Monday, July 02, 2007
a scalloped edged coverlet of violet and green
My family steps out the door without me—without me!—and for the first time in two weeks I have a stretch of afternoon and evening to myself. Already I’ve entertained five different scenarios for the evening, playful options, necessary options. I dressed for gardening as they drew out the leaving process to an excruciating degree, spiraling louder and louder with the excitement of a minor league baseball game. I watered the plants in the backyard and on the porch, waiting for them to go and giving them distance. When they finally, finally leave, I tiptoe gingerly around the house for fifteen minutes or so, until I actually believe they will not return for something forgotten.
Then I exhale. It’s been a good beginning to break, with a five-day trip to Pennsylvania and numerous solo parenting days. Children have exhaled since school ended, sleeping late, lounging quietly over novels and baseball card collections, taking helmets to the parking lot for cycling and rollerblades. We’ve had a beach day and several beach evenings, plus several days too cold to consider being any closer to the icy Atlantic. I’ve done my online work for Ladies Home Journal in and around other activities. I’m preparing for grad school. They’ve let me do what I need to do for long stretches.
And now they need to go. Now.
I reach in the closet for my gardening shoes and look far into the top of the shelves: there sits my new floral coverlet, the one I hope to use as a bedspread. Except it’s too large, twice the size of my three-quarter width mattress on the Ginny Lind bedframe. I step back and consider for a moment. I don’t LIKE to sew. I know how, true, and that is why I bought a too-large coverlet on sale. The old-fashioned print of violet-colored roses and green leaves matches my vivid purple and white Signature Quilt, hanging on the sage green wall. I turn and look at the cheap shredded quilt on the bed—made in China of cotton so thin it will not hold up to four years of laundry, sigh. Underneath it is another heirloom quilt, too fragile for much more exposure to our kitty. Satchmo doesn’t claw the quilt on purpose—he just puts his claws out when he stretches, and that’s too much for the Star of David quilt my Grandma Mae crafted from scraps of favorite shirts and dresses.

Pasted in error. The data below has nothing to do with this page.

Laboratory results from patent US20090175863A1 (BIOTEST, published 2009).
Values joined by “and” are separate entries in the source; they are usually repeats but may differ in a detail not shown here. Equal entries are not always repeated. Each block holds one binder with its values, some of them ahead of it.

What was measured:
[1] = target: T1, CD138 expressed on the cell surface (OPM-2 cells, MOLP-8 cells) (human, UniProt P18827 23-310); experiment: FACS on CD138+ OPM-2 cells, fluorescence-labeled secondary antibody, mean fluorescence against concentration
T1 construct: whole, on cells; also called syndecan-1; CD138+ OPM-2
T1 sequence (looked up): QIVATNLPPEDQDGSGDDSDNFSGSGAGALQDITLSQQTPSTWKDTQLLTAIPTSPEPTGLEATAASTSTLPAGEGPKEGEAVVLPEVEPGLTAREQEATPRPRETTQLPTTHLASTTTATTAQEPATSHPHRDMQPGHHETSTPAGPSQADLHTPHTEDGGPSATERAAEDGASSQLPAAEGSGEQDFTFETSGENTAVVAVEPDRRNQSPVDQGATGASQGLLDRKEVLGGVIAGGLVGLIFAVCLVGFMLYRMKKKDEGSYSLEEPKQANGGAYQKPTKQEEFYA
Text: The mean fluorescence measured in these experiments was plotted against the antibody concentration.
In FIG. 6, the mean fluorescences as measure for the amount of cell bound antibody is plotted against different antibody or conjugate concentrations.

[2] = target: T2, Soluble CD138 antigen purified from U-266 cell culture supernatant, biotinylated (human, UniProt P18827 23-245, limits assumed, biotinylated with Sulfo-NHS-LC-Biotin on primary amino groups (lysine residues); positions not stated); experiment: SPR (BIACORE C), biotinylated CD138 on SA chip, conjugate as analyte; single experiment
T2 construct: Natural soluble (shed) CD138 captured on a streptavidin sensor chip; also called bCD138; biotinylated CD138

I’d like the new bedspread I bought to actually fit the bed I bought it for. I step back in the closet and onto the step stool. It’s time to sew.
When the package is unzipped from it’s Liz Claiborne bag, I’m impressed once again with just how huge the Oversized King coverlet actually is. Measuring is easy—I place the right edge at the correct height from the floor, and smooth the coverlet over the bed. I fold it at the center wooden spindle of the footboard. The coverlet is edged with deep, wavy scallops. Three and a half scallops fall to the right of the center spindle, so I need seven scallops in all, across the foot of the bed. This leaves three scallop’s worth of fabric to be cut off one side—nearly a third of the blanket. I lift the coverlet from the bed and place it on the living room floor—the entire open space of the living room floor!—and fold it in half, at three and a half scallops.
Now comes the part where my mother would say to me, “you better go find a piece of chalk and mark that wavy cutting line before you pick up those sewing shears.” I glance left, and right, and my mother is nowhere to be seen. I could find the blue tailor’s chalk if I wanted to. I know where it is. Nah. I take a deep breath and plunge the scissors through the velvet bias tape at the edge of the blanket, and I begin cutting a large wavy line to match the opposite edge of the coverlet.
Does cut fabric have a scent? I swear it does, though I can’t imagine how it would. Is it simply the smell of something new, something that’s been sealed in a bag, in a store?